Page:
You are your brand — How to use the Brand Sprint as a freelancer
If you’re a freelancer, you are your brand! No pressure!
Ok, wipe that sweat away, it’s not as heavy of a burden as you might think, but — yes there’s always a but — you need to know what your brand is. You are your brand, but your brand is not you. Wait, what? Did I totally confuse you?
Great, now let’s detangle this.
You are your brand. You define it, you get to show yourself in any way you want to.
Your brand is not you. Your brand is not simply who you are as a person at any given time.
You choose what your brand is, which parts of your personality are part of it. I am not saying reinvent yourself completely, but maybe some part of you is only for friends and family. This makes absolute sense, I just want you to be aware of it and that is the reason it is important to define your brand.
Alright, let’s jump into it already.
What is the brand sprint?
The Brand Sprint is a workshop format with a number of activities to generate a clear picture of your brand that you can use to base future decisions on or as Jake Knapp puts it:
The point of these exercises, it turns out, is to make the abstract idea of “our brand” into something concrete. After doing the exercises, the team gets a common language to describe what their company is about — and all subsequent squishy decisions about visuals, voice, and identity become way easier.
You will look into your motivation, add some detail and find out where you are compared to others in the market over the course of these 6 exercises:
- 20-Year Roadmap helps you think long-term.
- What, How, Why reminds you why your company exists.
- Top 3 Values makes your why more specific.
- Top 3 Audiences helps you prioritise the target for your brand.
- Personality Sliders defines the attitude and style of your brand.
- Competitive Landscape compares your brand to other companies.
Get all the details for each step in the original post The Three Hour Brand Sprint — GV Library.
Obviously, there’s no Note & Vote if it is just you and still this is a great technique to clarify where you want to be.
It is important that you remind yourself that this is not about you as a person, but you as a brand or company.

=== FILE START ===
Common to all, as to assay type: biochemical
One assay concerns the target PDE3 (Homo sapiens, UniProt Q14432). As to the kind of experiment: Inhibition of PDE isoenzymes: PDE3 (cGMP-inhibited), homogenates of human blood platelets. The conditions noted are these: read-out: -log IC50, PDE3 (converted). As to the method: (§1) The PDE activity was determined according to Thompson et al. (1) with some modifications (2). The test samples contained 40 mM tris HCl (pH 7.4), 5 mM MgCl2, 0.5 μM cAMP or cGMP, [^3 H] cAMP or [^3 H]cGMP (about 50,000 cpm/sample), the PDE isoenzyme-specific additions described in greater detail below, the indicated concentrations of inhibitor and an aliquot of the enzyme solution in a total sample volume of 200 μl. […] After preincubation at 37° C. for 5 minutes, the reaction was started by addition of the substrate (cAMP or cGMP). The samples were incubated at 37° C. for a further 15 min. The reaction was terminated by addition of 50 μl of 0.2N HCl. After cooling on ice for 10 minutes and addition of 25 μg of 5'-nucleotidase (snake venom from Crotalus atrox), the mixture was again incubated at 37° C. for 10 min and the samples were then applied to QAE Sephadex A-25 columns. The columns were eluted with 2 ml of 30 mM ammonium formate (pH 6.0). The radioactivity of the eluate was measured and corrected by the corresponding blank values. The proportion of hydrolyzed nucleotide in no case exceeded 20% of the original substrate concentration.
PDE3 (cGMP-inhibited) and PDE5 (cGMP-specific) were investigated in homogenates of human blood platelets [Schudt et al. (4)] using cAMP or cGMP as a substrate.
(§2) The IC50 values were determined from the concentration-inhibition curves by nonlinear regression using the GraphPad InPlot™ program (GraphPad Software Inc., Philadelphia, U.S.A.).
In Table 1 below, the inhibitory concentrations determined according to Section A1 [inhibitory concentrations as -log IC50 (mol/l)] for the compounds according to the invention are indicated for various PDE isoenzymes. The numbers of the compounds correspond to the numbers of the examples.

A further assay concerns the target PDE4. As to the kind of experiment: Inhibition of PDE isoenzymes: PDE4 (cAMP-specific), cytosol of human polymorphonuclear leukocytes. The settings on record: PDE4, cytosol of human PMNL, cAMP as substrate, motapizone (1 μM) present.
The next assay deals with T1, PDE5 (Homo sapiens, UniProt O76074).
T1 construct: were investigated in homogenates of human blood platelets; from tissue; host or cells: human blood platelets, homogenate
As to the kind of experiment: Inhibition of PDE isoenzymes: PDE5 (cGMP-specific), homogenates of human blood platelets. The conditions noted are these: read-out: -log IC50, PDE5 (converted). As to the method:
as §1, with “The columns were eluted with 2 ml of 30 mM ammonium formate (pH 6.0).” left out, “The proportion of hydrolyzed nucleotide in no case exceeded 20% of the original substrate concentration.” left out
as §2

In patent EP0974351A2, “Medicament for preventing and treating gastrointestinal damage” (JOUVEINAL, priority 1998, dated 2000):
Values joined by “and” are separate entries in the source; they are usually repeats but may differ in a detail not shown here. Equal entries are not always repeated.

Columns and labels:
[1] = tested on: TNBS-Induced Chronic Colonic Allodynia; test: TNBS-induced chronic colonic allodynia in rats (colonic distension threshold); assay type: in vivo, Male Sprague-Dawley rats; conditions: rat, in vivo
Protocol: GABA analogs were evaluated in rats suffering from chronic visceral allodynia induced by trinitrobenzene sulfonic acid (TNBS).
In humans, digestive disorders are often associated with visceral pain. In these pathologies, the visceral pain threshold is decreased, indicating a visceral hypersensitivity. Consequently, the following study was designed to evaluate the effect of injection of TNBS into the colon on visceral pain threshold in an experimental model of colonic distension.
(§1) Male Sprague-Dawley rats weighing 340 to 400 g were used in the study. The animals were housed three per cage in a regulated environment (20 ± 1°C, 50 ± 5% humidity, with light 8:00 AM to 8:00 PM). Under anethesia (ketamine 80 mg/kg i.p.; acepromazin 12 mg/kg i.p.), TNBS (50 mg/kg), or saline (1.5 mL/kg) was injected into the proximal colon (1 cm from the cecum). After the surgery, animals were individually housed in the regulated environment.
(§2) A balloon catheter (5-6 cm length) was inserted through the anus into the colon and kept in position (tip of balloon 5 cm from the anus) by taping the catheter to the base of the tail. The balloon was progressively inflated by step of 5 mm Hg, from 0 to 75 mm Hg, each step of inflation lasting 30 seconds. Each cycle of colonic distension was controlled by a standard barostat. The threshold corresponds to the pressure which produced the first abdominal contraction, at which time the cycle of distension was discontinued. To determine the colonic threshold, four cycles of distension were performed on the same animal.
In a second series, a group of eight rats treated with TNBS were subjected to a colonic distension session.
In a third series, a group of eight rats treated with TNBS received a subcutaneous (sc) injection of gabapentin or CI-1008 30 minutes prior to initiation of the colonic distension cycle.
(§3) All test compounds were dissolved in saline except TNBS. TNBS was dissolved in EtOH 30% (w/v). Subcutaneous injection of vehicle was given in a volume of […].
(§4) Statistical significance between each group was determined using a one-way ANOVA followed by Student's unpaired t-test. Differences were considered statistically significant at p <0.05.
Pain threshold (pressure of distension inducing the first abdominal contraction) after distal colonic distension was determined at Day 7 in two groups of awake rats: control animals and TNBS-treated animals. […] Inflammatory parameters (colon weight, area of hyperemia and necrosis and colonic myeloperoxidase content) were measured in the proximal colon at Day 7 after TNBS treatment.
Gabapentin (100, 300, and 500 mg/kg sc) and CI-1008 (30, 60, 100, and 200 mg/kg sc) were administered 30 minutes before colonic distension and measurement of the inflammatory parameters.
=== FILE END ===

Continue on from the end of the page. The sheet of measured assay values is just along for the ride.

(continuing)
I have made two modifications, I changed up the 20 year roadmap and I have added a 7th exercise that I wanna introduce to you now.
The 20 year roadmap
Since you are your company, it is easy to confuse your company and your personal 20 year roadmap. Do both!
Write two sets of sticky notes, for now, in 5 years, in 10 years, in 15 years and in 20 years. Where do you see your company, where do you see yourself? Sometimes they might overlap, sometimes they won’t.
I have recently done this exercise with an illustrator and she wrote very modest stickies. I asked a few questions and at the end she found out that what she wants to be in 20 years: Just an artist. No more illustration jobs, no more running a shop where you can buy prints and clothes with her illustrations on them. It was a revelation for herself and totally changed the view she had on her current business.
Additional Step: Statements
This is a great last step to combine all the things!
Look at all the stickies and information on the whiteboard. Go through it, narrate it to yourself or have some one else narrate it back to you (even better) and then think about how you can combine all the information into a few simple statements in the following format.
“I help __________ [who] ___________ [to do what] by ________________ [providing what product/service].”
Here’s an example from the Brand Sprint I did with myself (there were only a few discussions, I swear): I help start ups to create a comprehensive product vision and strategy by using established tools, facilitating workshops and coaching them to use the tools and results to grow.
I got the idea from Katie McCann in her article Ask Women in Product: How would you get started in Product Consulting? She used this to define what she is offering as a consultant. I have used this for other freelancers as well, because at the end of the day, we all help our customers to do something. (The debate about client vs customer is a can of worms I happily open at some other time.)
You can also think about this from another perspective: Jobs to be done. This is a product framework that helps to understand the “why” behind a customer’s decision to buy your product (book you). What job is your product hired to do? Now don’t give the obvious and also superficial answer, that’s the trick!
If you’re a freelance designer, sure your customer hires you for a design. And now keep asking why. Why do they need a design? Why did they pick you? Why can you help them?
Do not just see this as a one off and never look at it again, especially in the beginning, you’ll get influenced by other people around you. Refine your brand along the way. The core should hold true over time, but the way you express it may change and that’s ok!
Do you know your brand?